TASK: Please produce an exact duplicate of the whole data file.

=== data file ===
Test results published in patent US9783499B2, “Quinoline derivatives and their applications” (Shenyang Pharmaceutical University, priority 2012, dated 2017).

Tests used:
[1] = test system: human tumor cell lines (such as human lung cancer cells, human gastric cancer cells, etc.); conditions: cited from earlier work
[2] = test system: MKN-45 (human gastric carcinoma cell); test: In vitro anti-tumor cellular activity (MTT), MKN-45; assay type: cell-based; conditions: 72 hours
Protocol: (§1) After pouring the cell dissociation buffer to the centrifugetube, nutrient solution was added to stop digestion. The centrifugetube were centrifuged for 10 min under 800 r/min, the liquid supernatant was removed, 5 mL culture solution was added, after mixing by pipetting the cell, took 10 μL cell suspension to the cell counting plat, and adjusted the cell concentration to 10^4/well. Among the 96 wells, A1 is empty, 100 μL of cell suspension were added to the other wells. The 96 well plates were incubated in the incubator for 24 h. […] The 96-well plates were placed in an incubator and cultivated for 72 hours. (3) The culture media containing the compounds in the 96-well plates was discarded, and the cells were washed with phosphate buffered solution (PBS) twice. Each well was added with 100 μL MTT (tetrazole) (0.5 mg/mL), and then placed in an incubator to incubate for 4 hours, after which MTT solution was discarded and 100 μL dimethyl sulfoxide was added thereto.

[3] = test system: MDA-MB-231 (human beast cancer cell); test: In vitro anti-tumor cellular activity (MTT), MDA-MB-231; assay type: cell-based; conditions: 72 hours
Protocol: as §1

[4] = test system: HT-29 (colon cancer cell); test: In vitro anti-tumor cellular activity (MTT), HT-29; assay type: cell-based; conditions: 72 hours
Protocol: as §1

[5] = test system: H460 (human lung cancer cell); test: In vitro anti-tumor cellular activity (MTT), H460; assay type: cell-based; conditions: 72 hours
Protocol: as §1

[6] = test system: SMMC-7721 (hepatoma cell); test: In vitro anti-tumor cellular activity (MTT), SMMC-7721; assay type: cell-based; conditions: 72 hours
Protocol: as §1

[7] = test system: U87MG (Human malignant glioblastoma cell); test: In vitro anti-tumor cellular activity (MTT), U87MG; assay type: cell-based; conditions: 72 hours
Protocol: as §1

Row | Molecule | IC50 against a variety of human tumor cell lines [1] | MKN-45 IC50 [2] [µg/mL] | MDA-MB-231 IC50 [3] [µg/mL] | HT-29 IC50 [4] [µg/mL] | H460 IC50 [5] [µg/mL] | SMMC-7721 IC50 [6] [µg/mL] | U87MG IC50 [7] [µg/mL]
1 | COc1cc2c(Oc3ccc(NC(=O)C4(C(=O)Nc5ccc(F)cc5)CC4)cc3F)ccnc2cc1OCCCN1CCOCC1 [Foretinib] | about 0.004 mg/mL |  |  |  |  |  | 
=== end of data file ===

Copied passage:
Test results published in patent US9783499B2, “Quinoline derivatives and their applications” (Shenyang Pharmaceutical University, priority 2012, dated 2017).

Tests used:
[1] = test system: human tumor cell lines (such as human lung cancer cells, human gastric cancer cells, etc.); conditions: cited from earlier work
[2] = test system: MKN-45 (human gastric carcinoma cell); test: In vitro anti-tumor cellular activity (MTT), MKN-45; assay type: cell-based; conditions: 72 hours
Protocol: (§1) After pouring the cell dissociation buffer to the centrifugetube, nutrient solution was added to stop digestion. The centrifugetube were centrifuged for 10 min under 800 r/min, the liquid supernatant was removed, 5 mL culture solution was added, after mixing by pipetting the cell, took 10 μL cell suspension to the cell counting plat, and adjusted the cell concentration to 10^4/well. Among the 96 wells, A1 is empty, 100 μL of cell suspension were added to the other wells. The 96 well plates were incubated in the incubator for 24 h. […] The 96-well plates were placed in an incubator and cultivated for 72 hours. (3) The culture media containing the compounds in the 96-well plates was discarded, and the cells were washed with phosphate buffered solution (PBS) twice. Each well was added with 100 μL MTT (tetrazole) (0.5 mg/mL), and then placed in an incubator to incubate for 4 hours, after which MTT solution was discarded and 100 μL dimethyl sulfoxide was added thereto.

[3] = test system: MDA-MB-231 (human beast cancer cell); test: In vitro anti-tumor cellular activity (MTT), MDA-MB-231; assay type: cell-based; conditions: 72 hours
Protocol: as §1

[4] = test system: HT-29 (colon cancer cell); test: In vitro anti-tumor cellular activity (MTT), HT-29; assay type: cell-based; conditions: 72 hours
Protocol: as §1

[5] = test system: H460 (human lung cancer cell); test: In vitro anti-tumor cellular activity (MTT), H460; assay type: cell-based; conditions: 72 hours
Protocol: as §1

[6] = test system: SMMC-7721 (hepatoma cell); test: In vitro anti-tumor cellular activity (MTT), SMMC-7721; assay type: cell-based; conditions: 72 hours
Protocol: as §1

[7] = test system: U87MG (Human malignant glioblastoma cell); test: In vitro anti-tumor cellular activity (MTT), U87MG; assay type: cell-based; conditions: 72 hours
Protocol: as §1

Row | Molecule | IC50 against a variety of human tumor cell lines [1] | MKN-45 IC50 [2] [µg/mL] | MDA-MB-231 IC50 [3] [µg/mL] | HT-29 IC50 [4] [µg/mL] | H460 IC50 [5] [µg/mL] | SMMC-7721 IC50 [6] [µg/mL] | U87MG IC50 [7] [µg/mL]
1 | COc1cc2c(Oc3ccc(NC(=O)C4(C(=O)Nc5ccc(F)cc5)CC4)cc3F)ccnc2cc1OCCCN1CCOCC1 [Foretinib] | about 0.004 mg/mL |  |  |  |  |  | 